US fines Facebook $5 billion for repeated privacy violations
United States government on Wednesday issued an unprecedented rebuke of Facebook after a year of massive privacy mishaps, charging that the company deceived its users and “undermined” choices they made to protect their data as part of a settlement that requires the tech giant to pay $5 billion and submit to significant federal oversight of its business practices.
Sixteen months after opening its investigation, the Federal Trade Commission alleged that Facebook had repeatedly misled its 2.2 billion users. The agency argued that the social-networking company was not upfront about the ways app developers, advertisers, and others gained access to users’ personal data from the content they “liked” to the phone numbers they stored in a breach of Facebook’s previous promise to improve its privacy protections online Washington said.
As a result, the settlement between the FTC and Facebook includes the largest fine in US history for a privacy violation, and it grants federal regulators unparalleled access to the social-networking giant’s business decisions for the next two decades allowing regulators to scrutinize the actions of Facebook’s leaders, including chief executive Mark Zuckerberg, and its efforts to launch new products and services.
Facebook, however, did not have to admit guilt for its misdeeds.
“Despite repeated promises to its billions of users worldwide that they could control how their personal information is shared, Facebook undermined consumers’ choices,” FTC Chairman Joe Simons said in a statement.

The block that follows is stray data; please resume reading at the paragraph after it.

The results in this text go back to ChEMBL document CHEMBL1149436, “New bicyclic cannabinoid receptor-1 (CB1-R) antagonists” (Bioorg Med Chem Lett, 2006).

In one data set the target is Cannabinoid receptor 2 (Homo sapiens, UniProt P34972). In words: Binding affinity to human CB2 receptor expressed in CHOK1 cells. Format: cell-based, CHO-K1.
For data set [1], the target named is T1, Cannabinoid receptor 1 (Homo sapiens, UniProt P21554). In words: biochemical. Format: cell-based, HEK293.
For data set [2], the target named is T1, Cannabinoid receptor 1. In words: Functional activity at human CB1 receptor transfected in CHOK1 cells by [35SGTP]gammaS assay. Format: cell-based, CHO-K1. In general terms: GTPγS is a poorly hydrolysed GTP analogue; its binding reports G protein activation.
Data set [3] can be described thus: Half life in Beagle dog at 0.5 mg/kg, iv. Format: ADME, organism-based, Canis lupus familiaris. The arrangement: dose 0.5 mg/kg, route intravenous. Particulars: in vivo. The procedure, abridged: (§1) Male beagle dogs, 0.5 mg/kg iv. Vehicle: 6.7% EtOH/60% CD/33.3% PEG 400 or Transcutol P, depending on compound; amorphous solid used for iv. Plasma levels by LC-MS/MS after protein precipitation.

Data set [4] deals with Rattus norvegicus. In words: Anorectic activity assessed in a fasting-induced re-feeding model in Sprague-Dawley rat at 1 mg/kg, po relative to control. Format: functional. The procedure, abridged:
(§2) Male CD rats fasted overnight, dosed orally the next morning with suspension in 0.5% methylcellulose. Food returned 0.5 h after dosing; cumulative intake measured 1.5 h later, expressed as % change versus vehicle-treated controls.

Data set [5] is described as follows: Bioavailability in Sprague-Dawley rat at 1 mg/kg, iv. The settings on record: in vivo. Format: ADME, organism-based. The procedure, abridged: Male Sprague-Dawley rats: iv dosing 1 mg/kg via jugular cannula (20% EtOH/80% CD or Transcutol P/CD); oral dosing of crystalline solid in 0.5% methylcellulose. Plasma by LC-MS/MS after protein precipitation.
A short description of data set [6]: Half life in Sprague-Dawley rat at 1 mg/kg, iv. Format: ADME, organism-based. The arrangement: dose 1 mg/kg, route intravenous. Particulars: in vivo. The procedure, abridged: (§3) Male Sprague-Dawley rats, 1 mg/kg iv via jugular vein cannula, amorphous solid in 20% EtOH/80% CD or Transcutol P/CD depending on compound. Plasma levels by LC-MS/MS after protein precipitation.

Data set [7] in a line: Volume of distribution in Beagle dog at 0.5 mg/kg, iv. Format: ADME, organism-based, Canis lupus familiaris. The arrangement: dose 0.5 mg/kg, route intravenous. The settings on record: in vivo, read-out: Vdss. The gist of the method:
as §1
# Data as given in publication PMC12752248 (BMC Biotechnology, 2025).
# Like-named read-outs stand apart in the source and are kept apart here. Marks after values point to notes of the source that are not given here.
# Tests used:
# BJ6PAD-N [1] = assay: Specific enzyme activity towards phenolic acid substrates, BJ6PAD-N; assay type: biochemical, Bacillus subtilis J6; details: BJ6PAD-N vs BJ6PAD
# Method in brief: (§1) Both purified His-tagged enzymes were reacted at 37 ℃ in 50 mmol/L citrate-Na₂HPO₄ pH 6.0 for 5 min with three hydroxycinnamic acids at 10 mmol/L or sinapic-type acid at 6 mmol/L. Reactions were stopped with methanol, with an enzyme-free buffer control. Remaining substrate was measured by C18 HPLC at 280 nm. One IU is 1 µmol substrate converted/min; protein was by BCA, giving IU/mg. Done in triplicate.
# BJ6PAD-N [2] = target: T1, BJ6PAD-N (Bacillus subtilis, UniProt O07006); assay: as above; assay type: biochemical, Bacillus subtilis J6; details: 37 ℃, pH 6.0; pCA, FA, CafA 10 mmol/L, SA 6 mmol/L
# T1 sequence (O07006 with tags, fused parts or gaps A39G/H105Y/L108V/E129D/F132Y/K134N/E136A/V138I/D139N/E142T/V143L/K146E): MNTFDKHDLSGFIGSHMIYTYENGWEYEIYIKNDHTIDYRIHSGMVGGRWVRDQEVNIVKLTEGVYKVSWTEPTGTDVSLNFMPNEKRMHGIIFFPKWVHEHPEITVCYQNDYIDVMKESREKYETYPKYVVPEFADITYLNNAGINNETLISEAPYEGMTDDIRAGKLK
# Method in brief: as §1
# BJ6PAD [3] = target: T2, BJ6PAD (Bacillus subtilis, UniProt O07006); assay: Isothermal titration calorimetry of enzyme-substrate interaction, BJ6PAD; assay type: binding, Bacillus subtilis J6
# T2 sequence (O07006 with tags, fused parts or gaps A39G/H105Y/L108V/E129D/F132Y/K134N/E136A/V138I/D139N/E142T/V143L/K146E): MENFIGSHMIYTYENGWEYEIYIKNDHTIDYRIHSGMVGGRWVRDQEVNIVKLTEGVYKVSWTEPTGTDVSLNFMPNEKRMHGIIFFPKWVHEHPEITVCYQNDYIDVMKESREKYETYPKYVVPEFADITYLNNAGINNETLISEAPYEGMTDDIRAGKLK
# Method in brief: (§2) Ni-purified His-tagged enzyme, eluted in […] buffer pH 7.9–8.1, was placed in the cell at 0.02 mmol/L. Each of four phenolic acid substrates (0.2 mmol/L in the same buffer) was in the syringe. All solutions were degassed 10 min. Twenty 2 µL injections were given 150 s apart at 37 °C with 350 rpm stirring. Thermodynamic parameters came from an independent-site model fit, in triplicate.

But even within the FTC, serious concerns emerged Wednesday that the punishments do not alter the way Facebook collects and monetizes its users’ data in the first place. The fears prompted the agency’s two Democratic members, Rohit Chopra, and Rebecca Kelly Slaughter, to vote against approving the settlement earlier this month.
In their first public comment on the settlement, the two Democrats said in their dissenting statements that the fine should have been higher, and the remedies much tougher, if the FTC hoped to truly change Facebook. They also expressed alarm that the agency may have given Zuckerberg, his fellow executives and Facebook a complete pass on any other privacy mishaps that may have occurred in the past, a rare move they said would hamstring the government in holding Facebook accountable again.
While calling the settlement “historic,” Slaughter said she believes that the FTC should have sued Facebook and named Zuckerberg in a lawsuit. “The Commission would better serve the public interest and be more likely to effectively change Facebook by fighting for the right outcome in a public court of law,” she wrote.